Gabriel von Seidl
Gabriel von Seidl was a German architect and a representative of the historicist style of architecture. Gabriel Seidl was born in Munich, Bavaria in 1848, he was the first son of the wealthy baker Anton Seidl and his wife Therese, daughter of the well-known brewer Gabriel Sedlmayr. Seidl studied mechanical engineering at the Polytechnic School in Munich, he worked as a mechanical engineer in England, where he found that his real talent lay in the field of architecture. He began studying at the Academy of Fine Arts in Munich, his studies were interrupted during 1870–1871 due to his volunteer participation in the Franco-Prussian War. After an extended period of study in Rome, he opened an interior decoration studio in 1878. Seidl was a member of the Bavarian Arts and Crafts Association founded in 1851 and won the admiration of its members, including Lorenz Gedon, Rudolf von Seitz, Fritz von Miller. In 1900 Gabriel Seidl was awarded the Verdienstorden der Bayerischen Krone. Thereby he became Ritter von Seidl.
In 1908 he was awarded the Pour le mérite für Wissenschaften und Künste. In 1902 he founded the Isartalverein, an association for the preservation of the natural beauty of the Isar valley, at the Artists' House in Munich; the Isartalverein was founded in order to prevent further destruction of the Isar valley by building speculators after the establishment of the first power plants in that area by the electric power company Isarwerke GmbH. Seidl was made an honorary citizen of Speyer on 14 April 1909 because of his construction of a new building for the Historical Museum of the Palatinate in Speyer. In 1913 he was made an honorary citizen of Munich. From 1866, like his cousin Gabriel Ritter von Sedlmayr, was a member of the Corps Germania Munich. Not only was he a faithful corps brother till his death, he drew the plans for the construction of the corps house, overseeing the progress of the work personally. In 1890 Seidl married Franziska Neunzert, the daughter of a forester. Five children were born of this marriage.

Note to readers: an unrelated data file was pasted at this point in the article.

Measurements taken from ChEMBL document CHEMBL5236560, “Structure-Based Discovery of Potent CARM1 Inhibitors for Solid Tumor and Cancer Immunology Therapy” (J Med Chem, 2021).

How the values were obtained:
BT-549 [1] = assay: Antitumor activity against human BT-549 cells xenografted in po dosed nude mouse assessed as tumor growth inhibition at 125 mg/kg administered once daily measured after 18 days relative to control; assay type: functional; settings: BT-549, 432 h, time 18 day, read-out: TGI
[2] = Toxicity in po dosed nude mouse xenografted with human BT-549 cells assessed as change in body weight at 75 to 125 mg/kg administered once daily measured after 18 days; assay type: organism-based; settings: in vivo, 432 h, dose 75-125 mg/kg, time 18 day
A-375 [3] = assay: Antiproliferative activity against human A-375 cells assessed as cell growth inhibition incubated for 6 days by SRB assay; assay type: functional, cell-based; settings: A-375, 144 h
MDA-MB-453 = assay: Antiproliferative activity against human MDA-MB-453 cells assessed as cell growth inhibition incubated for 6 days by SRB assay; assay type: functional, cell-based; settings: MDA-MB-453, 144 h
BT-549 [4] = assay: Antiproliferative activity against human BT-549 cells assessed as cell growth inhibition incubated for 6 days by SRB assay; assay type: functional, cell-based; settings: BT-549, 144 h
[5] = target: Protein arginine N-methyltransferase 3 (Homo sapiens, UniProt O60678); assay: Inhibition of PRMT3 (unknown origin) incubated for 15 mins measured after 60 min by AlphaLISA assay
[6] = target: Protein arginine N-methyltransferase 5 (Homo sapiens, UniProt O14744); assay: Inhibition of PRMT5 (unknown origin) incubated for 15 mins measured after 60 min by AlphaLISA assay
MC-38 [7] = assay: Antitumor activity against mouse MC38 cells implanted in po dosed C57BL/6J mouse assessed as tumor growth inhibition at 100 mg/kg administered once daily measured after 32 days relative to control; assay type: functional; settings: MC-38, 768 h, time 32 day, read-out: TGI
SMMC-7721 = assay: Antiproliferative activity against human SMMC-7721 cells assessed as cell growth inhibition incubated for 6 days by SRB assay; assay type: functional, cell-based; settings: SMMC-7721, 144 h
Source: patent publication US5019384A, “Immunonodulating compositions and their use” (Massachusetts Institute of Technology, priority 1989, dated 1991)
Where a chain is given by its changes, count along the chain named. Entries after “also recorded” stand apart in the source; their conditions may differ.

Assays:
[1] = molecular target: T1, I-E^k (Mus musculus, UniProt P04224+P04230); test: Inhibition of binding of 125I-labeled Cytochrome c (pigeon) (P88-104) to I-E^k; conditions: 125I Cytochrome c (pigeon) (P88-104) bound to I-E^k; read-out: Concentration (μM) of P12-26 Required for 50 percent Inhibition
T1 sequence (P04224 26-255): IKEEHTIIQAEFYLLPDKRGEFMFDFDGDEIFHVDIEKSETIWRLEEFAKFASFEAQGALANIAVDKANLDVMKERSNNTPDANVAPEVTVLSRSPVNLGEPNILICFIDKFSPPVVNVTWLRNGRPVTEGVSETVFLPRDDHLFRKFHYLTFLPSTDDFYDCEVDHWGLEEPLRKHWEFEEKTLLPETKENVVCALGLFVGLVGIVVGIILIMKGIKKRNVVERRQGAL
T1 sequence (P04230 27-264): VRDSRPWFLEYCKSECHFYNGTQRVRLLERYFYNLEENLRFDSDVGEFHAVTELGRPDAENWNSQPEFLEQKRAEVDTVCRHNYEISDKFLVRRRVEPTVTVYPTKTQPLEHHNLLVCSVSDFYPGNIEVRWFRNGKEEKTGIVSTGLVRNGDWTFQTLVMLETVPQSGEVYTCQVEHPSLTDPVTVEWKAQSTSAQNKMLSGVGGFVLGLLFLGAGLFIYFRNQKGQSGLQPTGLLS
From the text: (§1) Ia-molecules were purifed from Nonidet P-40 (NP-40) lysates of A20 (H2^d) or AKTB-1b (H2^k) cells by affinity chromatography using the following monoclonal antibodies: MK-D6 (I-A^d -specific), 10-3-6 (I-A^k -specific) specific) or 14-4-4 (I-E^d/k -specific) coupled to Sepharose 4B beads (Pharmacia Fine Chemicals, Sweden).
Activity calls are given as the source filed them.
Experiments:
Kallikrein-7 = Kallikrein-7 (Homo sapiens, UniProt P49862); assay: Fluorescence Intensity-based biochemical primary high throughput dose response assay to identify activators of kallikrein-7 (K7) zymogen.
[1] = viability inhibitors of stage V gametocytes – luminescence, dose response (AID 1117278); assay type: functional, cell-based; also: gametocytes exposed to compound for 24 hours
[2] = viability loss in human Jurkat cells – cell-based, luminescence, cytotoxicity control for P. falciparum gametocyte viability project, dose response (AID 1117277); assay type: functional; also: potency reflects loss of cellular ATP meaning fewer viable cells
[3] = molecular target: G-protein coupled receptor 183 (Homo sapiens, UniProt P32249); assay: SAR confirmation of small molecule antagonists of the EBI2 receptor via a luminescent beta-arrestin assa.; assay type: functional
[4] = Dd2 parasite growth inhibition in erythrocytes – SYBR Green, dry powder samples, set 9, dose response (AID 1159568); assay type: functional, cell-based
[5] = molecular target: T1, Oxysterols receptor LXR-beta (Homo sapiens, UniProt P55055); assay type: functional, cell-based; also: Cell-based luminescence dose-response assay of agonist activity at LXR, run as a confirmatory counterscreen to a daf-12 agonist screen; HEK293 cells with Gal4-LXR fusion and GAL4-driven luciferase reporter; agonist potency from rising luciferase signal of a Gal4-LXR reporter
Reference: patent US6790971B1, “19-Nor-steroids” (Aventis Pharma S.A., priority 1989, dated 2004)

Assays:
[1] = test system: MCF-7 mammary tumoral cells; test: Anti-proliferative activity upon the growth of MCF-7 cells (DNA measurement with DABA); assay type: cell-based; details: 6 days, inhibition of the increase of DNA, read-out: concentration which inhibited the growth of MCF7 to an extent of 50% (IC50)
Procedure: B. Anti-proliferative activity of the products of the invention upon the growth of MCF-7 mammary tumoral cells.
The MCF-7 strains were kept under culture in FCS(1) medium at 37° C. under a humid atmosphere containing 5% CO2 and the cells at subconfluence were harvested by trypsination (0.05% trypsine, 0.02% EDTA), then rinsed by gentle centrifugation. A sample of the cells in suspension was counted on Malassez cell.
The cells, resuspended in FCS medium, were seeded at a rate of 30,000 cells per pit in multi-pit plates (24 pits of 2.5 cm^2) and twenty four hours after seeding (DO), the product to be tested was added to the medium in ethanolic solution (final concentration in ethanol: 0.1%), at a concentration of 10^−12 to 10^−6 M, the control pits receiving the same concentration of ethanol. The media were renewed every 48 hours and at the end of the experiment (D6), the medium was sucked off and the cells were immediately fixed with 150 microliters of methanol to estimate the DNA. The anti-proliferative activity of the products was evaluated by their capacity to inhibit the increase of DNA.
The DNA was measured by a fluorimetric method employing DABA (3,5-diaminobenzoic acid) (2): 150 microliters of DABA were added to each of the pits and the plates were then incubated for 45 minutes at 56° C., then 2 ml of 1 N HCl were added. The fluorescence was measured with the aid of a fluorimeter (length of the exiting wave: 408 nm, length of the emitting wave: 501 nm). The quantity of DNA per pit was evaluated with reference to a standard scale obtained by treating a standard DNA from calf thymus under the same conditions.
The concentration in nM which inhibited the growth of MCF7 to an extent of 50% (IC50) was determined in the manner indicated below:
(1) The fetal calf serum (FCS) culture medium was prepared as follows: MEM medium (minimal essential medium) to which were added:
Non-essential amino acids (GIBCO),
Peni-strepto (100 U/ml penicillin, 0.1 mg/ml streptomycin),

Seidl died in 1913 in his residential and office building at 28 Mars Road in Munich. Gabriel von Seidl's brother Emanuel von Seidl was an architect, but because his work focused on private residential buildings, he is not as well known today. Gabriel von Seidl is buried at the Old South Cemetery in Munich. Honorary curator of the Bavarian National Museum Honorary member of the Academy of Fine Arts, Munich Royal Bavarian professor Honorary doctorate from the Technical University of Munich Honorary Citizen of the City of Munich Honorary citizen of the city of Speyer Honorary citizen of the town of Bad TölzGabriel von Seidl is the namesake of the Gabriel-von-Seidl-Gymnasium in Bad Tölz. Streets or squares are named after him in Bremen, Gräfelfing, Grünwald, Nuremberg and Worms; the Isartalverein erected a commemorative pillar in his memory in Pullach in 1922. Stephan Bammer, Natur- und Heimatschützer. Zum 100. Todestag von Gabriel von Seidl. In Schönere Heimat, 102, p. 4–12, 2013. Hans Bössl, Gabriel von Seidl, Verlag des Historischen Vereins von Oberbayern, Munich, 1966.